Let volunteer corps help out even more

October 30, 2003|By John Bridgeland

AS THE MASSIVE cleanup efforts from last month's Hurricane Isabel continue, hundreds of Americans who were injured, lost their homes or were displaced are receiving a helping hand from AmeriCorps members.

Last year, AmeriCorps, through the American Red Cross, assisted at least 246,000 people affected by disasters such as hurricanes, floods and wildfires. They helped victims and their families, distributed food and clothing, and recruited and managed volunteers.

It is all the more important that Congress provides the full funding President Bush requested to grow AmeriCorps from 50,000 to 75,000 members.

Not only is AmeriCorps vital in the face of a devastating hurricane, but its success is critical to addressing many urgent needs across America.

AmeriCorps participants receive small stipends and education awards to serve full or part time in schools, police departments, conservation corps, Indian tribes and community and faith-based organizations. They tutor and mentor children, build affordable homes, teach computer skills, clean parks and streams and run after-school programs.

The good work of AmeriCorps is one part of a much larger culture of service that the president's USA Freedom Corps is helping to foster.

Senior Corps, a program that mobilizes 500,000 older Americans to mentor children, care for other seniors and help meet critical community needs, recruited an additional 25,000 volunteers, and is on track to support 600,000 seniors in regular community service.

More than 830 communities in 50 states and two territories have established Citizen Corps Councils to coordinate volunteer efforts to prepare for emergencies of all kinds, including terrorism. The number of Neighborhood Watch programs is already close to doubling; programs placing volunteers in police departments have increased sevenfold; a new Medical Reserve Corps is deploying medical personnel to aid in emergencies in dozens of communities; and Community Emergency Response Team training is available in 635 localities nationwide.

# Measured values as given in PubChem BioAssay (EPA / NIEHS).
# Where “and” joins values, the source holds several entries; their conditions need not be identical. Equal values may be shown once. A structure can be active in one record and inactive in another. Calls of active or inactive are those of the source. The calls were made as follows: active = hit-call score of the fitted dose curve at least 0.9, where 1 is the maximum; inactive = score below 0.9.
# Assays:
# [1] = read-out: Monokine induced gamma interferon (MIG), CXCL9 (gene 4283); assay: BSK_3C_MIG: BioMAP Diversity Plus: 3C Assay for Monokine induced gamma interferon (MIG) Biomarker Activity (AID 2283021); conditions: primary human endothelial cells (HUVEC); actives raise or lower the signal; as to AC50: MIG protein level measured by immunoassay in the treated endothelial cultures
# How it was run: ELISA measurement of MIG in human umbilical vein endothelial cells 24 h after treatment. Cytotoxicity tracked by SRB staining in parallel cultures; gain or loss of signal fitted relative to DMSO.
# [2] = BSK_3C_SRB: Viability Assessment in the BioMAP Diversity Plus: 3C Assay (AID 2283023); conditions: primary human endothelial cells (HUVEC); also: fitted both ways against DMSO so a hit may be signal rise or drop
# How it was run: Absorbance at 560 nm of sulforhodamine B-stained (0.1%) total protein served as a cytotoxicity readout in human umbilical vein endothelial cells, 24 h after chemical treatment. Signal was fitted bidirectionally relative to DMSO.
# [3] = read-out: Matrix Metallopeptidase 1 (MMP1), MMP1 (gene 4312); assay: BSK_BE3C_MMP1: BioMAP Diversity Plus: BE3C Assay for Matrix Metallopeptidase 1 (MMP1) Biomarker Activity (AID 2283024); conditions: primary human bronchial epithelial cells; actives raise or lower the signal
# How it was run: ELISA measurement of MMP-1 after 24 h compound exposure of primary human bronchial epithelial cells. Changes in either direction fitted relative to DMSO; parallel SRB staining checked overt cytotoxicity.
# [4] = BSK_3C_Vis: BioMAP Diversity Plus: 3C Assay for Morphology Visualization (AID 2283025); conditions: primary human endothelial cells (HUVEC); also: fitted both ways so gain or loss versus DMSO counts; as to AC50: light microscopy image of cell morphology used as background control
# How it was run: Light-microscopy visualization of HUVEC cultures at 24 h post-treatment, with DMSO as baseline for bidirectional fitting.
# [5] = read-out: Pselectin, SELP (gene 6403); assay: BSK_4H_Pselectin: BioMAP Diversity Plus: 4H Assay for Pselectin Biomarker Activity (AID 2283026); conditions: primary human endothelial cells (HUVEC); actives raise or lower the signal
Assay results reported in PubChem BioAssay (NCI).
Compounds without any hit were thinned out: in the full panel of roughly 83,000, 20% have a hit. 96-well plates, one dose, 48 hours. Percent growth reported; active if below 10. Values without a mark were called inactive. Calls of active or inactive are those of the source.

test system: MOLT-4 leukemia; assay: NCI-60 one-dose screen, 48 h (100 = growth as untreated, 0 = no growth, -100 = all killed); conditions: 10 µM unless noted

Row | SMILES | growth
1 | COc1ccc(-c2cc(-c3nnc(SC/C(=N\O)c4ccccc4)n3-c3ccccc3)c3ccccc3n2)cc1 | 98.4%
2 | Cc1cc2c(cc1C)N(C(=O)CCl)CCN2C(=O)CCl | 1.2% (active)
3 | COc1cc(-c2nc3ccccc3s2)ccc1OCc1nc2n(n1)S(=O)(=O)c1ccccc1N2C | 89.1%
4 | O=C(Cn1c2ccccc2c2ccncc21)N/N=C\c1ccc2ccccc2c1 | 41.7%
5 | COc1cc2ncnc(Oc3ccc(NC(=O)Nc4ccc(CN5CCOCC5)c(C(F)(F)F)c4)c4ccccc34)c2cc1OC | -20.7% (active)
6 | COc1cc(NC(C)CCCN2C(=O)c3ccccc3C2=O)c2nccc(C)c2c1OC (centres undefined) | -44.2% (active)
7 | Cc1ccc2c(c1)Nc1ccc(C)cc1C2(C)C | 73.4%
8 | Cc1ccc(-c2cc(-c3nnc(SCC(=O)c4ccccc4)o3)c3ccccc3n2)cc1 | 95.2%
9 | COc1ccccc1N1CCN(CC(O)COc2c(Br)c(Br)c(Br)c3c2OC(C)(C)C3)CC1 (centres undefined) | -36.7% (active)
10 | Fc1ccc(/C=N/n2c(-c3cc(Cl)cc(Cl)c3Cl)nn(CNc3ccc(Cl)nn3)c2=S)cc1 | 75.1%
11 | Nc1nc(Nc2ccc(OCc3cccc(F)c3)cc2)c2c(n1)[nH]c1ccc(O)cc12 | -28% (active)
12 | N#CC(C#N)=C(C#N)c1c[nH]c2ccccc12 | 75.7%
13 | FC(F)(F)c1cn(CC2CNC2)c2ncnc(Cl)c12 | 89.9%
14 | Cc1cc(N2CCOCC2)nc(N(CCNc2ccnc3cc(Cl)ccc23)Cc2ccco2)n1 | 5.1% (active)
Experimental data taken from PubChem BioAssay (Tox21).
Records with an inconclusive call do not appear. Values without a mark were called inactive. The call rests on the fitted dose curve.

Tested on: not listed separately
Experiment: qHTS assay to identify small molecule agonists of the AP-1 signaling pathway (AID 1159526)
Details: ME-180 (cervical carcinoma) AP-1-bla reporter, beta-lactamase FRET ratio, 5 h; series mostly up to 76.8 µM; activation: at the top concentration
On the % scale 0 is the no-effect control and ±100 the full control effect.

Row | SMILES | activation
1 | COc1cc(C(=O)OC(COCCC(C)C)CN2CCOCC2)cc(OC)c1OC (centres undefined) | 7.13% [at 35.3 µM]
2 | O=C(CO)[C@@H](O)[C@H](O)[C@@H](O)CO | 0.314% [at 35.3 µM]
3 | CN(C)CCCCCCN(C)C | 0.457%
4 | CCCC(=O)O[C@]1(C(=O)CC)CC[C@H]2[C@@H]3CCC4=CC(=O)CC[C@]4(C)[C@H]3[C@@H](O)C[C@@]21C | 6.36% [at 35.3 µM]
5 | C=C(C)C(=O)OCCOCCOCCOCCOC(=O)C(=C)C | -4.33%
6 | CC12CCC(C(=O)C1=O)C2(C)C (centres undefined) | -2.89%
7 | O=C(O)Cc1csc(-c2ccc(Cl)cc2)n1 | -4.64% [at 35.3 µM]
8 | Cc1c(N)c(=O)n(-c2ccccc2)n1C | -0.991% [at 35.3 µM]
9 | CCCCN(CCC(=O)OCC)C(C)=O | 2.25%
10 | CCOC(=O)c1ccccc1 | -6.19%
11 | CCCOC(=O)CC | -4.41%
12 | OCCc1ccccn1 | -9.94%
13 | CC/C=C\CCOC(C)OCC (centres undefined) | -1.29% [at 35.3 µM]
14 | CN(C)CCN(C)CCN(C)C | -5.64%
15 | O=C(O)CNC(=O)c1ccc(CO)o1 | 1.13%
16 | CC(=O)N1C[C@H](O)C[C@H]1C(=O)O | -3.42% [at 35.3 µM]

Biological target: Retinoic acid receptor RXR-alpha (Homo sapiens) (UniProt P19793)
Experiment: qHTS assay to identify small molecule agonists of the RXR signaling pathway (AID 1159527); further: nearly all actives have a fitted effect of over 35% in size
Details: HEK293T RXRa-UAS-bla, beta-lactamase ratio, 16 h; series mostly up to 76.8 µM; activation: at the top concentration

Hundreds of businesses with more than 4 million employees are making changes in corporate practices to enlist their employees in service to communities. And schools are connecting classroom lessons from American history with service experiences in communities.

Abroad, more than 7,600 Peace Corps volunteers - up from 6,600 a year ago - are serving in 71 countries. The Peace Corps remains on track to meet the president's goal of doubling its number of volunteers over five years.

A new Volunteers for Prosperity initiative is enlisting American professionals for flexible term assignments abroad to help prevent the spread of HIV/AIDS, bring clean water to the poor and help open new markets.

Americans have found it easier to serve because they have more information than ever. The USA Freedom Corps Volunteer Network - the most comprehensive online volunteer clearinghouse ever created - connects Americans with more than 1 million service opportunities in their own neighborhoods and in countries around the world through community - and in some cases federally supported - organizations. Many volunteers are expressly serving now to honor the victims of 9/11.

Like these highly successful programs, AmeriCorps provides an avenue for tens of thousands of Americans who want to serve. AmeriCorps members also recruit and mobilize 10 times their number, enabling half a million volunteers to meet important needs.

AmeriCorps was tested by overwhelming numbers of Americans who wanted to serve. Overenrollments last year and subsequent cuts in funding resulted in fewer new service posts this year for those willing to give a full year or more to their country.

The Corporation for National and Community Service, which administers AmeriCorps, is addressing long-standing tracking and management problems aggressively. New management reforms and systems have been put in place so AmeriCorps can better fulfill its mission.

The president is requesting $962 million for national service, including $433 million to help strengthen and expand AmeriCorps. This investment not only enables 75,000 AmeriCorps members to serve, but also helps enlist hundreds of thousands of additional volunteers in meaningful service.

As the funding process moves forward, let's hope Congress will fully support the president's commitment to AmeriCorps and help make needed reforms to strengthen and expand it.

Together, we can foster a culture of service and citizenship that can last for decades to come.

John Bridgeland is assistant to the president and director of the USA Freedom Corps at the White House.

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